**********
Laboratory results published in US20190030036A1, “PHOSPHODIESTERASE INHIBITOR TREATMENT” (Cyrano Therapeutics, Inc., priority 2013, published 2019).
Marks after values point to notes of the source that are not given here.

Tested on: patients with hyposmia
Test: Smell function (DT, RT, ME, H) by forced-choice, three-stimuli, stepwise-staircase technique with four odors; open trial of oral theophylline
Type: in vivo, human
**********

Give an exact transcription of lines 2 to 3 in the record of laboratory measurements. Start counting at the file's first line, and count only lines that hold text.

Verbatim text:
Marks after values point to notes of the source that are not given here.

Tested on: patients with hyposmia